Smoky Mountain Reflections #183
“The needs of the many outweigh the needs of the few” is a famous line from the second Star Trek movie “The Wrath of Kahn”. (Probably the best of all the Star Trek movies in the opinion of this Trekkie.) Hollywood, however, is not a good place to go when seeking advice on how to love God and your neighbor. So, while “The needs of the many outweigh the needs of the few” seems a very logical statement, it is not very biblical.
Before you get all up in arms with your American democratic logic and congregational polity, however, give me a chance to explain. There is nothing wrong with deciding things using the democratic process, but there are some exceptions.
First, we do not decide doctrine by popular vote, we decide doctrine based on scripture. In our particular church body, when a question of doctrine or practice is raised at our triennial synod convention, typically resolutions are made and passed democratically to send the question to our CTCR (Commission On Theology and Church Relations). This is a body of trusted experts and theologians who address the question put to them by producing a report which explains in detail what scripture has to say in answer to the issue at hand. For example, in 1985 the CTCR published a report on “Women in the Church”. In this 48-page document they clearly and biblically answered questions with regard to: headship, authority, the pastoral office, and women’s suffrage. No process is perfect but it is the best way we have at present to address questions of doctrine and practice within our congregational framework.
Second, sometimes the many may defer to the few in the interest of Christian love. In issues that are not doctrinal, ie. facilities, policies, guidelines, and community involvement, sometimes the majority will choose to do or not do something in order to avoid causing offense or troubling the conscience of fellow members of the body of Christ. Here are a couple of examples:
1. I know of a congregation that chose not to have beer at their Octoberfest one year to avoid harming the conscience of just a few of their members even though the majority were in favor of having beer at the event.
2. The second example is from here at Saint Paul. For a number of years some of our members have had to miss Easter Sunday because of a sensitivity to Easter lilies, so our elders and our council unanimously decided that we would no longer have Easter lilies in our sanctuary.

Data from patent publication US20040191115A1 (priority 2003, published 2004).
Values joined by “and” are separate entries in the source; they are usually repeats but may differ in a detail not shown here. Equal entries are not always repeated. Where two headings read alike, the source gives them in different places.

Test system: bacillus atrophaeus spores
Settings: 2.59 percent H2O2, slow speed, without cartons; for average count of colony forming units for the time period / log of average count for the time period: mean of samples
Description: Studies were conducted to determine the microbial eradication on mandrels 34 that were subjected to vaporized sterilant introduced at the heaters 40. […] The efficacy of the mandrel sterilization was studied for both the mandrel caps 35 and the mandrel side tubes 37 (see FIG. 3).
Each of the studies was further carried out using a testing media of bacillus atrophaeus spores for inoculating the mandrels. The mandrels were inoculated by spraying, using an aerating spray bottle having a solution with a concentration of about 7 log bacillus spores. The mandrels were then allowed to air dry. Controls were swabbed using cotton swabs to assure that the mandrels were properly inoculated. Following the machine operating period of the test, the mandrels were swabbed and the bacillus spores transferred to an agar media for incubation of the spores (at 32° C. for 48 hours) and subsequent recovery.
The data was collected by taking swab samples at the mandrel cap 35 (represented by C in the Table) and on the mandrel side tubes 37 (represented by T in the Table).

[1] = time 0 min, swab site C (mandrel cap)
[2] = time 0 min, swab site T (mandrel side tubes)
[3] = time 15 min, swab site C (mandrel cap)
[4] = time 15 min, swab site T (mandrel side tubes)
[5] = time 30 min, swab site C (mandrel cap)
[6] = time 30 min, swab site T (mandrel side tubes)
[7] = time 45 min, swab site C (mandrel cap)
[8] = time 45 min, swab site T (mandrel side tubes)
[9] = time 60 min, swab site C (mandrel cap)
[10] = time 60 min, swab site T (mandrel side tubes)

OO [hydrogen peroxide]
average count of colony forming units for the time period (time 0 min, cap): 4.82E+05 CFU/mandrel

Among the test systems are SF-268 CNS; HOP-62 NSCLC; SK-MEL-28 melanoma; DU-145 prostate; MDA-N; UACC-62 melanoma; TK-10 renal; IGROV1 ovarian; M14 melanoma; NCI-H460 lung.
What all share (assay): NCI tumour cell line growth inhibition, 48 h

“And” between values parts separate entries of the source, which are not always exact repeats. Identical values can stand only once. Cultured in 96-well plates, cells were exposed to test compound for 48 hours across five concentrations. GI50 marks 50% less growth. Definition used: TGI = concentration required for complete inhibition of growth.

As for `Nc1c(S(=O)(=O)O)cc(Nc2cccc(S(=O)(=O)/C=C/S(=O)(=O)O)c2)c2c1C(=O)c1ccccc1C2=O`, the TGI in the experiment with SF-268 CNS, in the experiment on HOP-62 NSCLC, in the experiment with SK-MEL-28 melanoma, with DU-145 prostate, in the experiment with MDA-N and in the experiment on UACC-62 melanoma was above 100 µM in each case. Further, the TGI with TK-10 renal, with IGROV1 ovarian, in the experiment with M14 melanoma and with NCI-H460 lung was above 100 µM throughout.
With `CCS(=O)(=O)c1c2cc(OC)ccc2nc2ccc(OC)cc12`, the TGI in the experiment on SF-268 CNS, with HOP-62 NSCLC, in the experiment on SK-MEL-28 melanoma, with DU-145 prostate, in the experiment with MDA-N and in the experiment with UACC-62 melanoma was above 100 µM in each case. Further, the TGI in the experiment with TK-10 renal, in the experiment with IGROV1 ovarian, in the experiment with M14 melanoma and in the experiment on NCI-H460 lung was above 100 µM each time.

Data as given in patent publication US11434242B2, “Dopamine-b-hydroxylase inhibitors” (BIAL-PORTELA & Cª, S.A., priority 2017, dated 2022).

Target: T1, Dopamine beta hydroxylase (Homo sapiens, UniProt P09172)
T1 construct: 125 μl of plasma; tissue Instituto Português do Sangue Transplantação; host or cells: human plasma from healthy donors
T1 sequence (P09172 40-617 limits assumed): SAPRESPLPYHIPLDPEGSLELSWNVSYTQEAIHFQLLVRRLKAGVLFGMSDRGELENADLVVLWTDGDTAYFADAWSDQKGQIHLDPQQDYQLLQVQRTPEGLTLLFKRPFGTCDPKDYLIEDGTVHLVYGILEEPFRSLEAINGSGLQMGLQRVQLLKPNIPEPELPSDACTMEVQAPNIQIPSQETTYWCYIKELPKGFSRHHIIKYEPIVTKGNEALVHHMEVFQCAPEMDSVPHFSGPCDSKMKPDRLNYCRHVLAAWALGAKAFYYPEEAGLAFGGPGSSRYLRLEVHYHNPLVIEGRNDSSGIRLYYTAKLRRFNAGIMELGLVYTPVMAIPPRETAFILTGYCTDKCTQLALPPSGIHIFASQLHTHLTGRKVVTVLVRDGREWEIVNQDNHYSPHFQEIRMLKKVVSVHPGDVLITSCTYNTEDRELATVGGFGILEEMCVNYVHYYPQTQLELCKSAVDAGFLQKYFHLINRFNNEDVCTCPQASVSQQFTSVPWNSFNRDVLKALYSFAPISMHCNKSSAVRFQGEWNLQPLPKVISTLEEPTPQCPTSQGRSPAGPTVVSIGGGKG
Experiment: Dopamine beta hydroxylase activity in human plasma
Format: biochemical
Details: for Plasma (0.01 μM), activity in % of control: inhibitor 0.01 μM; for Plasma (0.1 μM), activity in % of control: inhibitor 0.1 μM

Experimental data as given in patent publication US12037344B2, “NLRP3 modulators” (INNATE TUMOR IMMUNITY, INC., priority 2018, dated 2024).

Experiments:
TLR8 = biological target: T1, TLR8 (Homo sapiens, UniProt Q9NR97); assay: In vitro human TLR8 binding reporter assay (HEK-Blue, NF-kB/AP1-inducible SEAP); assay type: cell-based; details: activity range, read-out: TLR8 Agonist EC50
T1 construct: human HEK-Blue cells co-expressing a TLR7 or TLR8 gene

I love Easter lilies and the people who made the above decision love them as well. However, in Christian love they chose to make it possible for the small number of our members to attend Easter services who otherwise would be unable to. In addition, they asked me to work with our altar guild to find another God-pleasing way to decorate our sanctuary for Easter.
Now, you might ask what the biblical basis is for such a decision? Well, first, deference in Christian love over non-doctrinal issues seems to me to be a fulfillment of treating your neighbor as you would like to be treated (Mark 12:31 and many other texts).
Besides that, however, there are biblical examples of needs being sacrificed for the benefit of many, right from the mouth of the high priest Caiaphas, in John 11:50b. “…it is better for you that one man die for the people than that the whole nation perish." He did not realize that he was in essence speaking a prophecy that Jesus would fulfill, but in this case the one Christ would suffer death for all mankind, not just the nation of Israel. So, in like fashion we follow Christ’s sacrificial example when loving our neighbor, and we give deference (let them have things their way) as long as their way is in keeping with God’s will. If it is not, we speak the truth in love and pray God’s blessing of enlightenment and faith to light the path of righteousness for us all.
Have a blessed summer,
In Christ, Pastor Portier